Why is it permissible to talk to Hamas about the fate of one captive soldier and another several hundred prisoners, but forbidden to talk to them about the fate of two nations? Never has Israeli logic been so distorted. Now, when our hearts look forward to the deal's implementation, when every human heart should look forward to Gilad Shalit's release - and yes, to the release of hundreds of Palestinian prisoners, some of them political prisoners for all intents and purposes, not just "terrorists with blood on their hands" - now is the time to finally rid ourselves of some of the foolish prohibitions we have imposed on ourselves and the entire international community.
It is now clear that there is someone to talk to. In Gaza and Damascus sit tough but reasonable statesmen. They are also concerned, in their own way, about the fate of their people, they too aspire to bring them freedom and justice. When the deal is implemented we will also discover that they can be taken at their word. Were it not for the fact that Israel is holding tens of thousands of prisoners - some who used base means to achieve a just objective - who are judged differently from Jewish murderers and criminals, perhaps Hamas would not have had to use the weapon of kidnapping.
Were it not for Israel's siege on Gaza and the international boycott against anything that smacks of Hamas, perhaps the organization would not have needed the Qassam rocket. But Israel insists on doing things its own way: It embarked on Operation Summer Rains to win Shalit's release and failed; it imposed a siege on Gaza to apply pressure for his release and brought about another total failure. When Israel recognized its mistakes, for which 1.5 million residents of Gaza are still paying with their bodies and souls, Israel turned to the only just and effective means: diplomatic negotiations.
Yes, we are conducting what we are denying to ourselves: negotiations with Hamas - and the sky hasn't fallen. Whether direct or indirect, there are talks; whether or not we recognize Hamas, there are negotiations. For us, as usual, the method that should come first waits for last. Only after we try all the rest - killing and destruction, war and starvation - do we turn to the direct route: negotiations. That's how it was with Egypt, and that's how it was with the Palestine Liberation Organization.
When the deal is completed, when Shalit and imprisoned Palestinian leader Marwan Barghouti return home, Israel must open a new chapter with the outlawed organization. It won't be easy for us. This is a fundamentalist organization that talks about a hudna, a temporary cease-fire, not about peace; perhaps that is the price of the foolish destruction Israel has visited on the institutions of the Palestinian Authority and PLO, which of course were immeasurably more congenial interlocutors. But that milk has been spilled and Hamas is alive and kicking - one reason being Israel's heavy hand against it. Does anyone still seriously believe that Israel can bring down Hamas rule by force? We didn't even succeed in weakening it - on the contrary.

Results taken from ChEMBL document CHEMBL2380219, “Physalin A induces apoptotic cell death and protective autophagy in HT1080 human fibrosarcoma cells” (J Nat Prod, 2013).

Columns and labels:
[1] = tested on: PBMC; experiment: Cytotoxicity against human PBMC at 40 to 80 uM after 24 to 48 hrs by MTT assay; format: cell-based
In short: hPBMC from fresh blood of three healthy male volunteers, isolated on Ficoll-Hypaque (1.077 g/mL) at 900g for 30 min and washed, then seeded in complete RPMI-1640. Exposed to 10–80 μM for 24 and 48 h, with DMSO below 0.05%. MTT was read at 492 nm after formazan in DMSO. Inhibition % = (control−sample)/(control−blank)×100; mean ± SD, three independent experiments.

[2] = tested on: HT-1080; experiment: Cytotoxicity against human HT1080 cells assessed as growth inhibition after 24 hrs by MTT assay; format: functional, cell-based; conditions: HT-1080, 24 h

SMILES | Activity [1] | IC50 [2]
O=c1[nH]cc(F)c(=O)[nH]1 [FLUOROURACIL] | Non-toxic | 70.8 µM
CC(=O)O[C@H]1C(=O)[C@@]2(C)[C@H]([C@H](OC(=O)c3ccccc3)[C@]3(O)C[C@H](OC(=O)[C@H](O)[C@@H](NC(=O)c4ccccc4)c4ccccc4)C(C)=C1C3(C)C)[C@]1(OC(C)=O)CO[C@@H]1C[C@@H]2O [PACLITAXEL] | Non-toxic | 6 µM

Israel with its lofty "without preconditions" must now turn to Hamas with a call to begin negotiations, preferably with a Palestinian unity government headed by a free Barghouti. It's possible. There is no need to ask for recognition as negotiating partners - we have already recognized Hamas and it has recognized us. Israel must remove the criminal siege against Gaza and call on the international community to remove the boycott against Hamas, which was imposed under Israel's leadership. Enough of international diplomats and statesmen afraid to speak to the organization's representatives for fear that Israel will take action against them. We forbid the French foreign minister and all the world's statesmen from speaking to Hamas, and yet we yearn for the services of the German mediator, who talks to the group. Why?
After the prisoner release, nothing will get Hamas onto a constructive path - instead of the destructive and desperate one it has followed - like the rehabilitation of Gaza. The $4.4 billion that the international community promised eight months ago at the donors' conference in Sharm al-Sheikh, with a great deal of pomp and pathos, to transfer for Gaza's rehabilitation, is still sitting in bank vaults as if there had been no promise. Now is the time to send it.
A free Gaza undergoing rehabilitation will be much less explosive. A Hamas busy rebuilding will behave differently, especially if it is also offered a political horizon. It will have much more to lose, something that is hard to say about Gaza today. So after we finish crossing our fingers for Shalit's release, we have to open the same hand and reach out to Hamas in peace.
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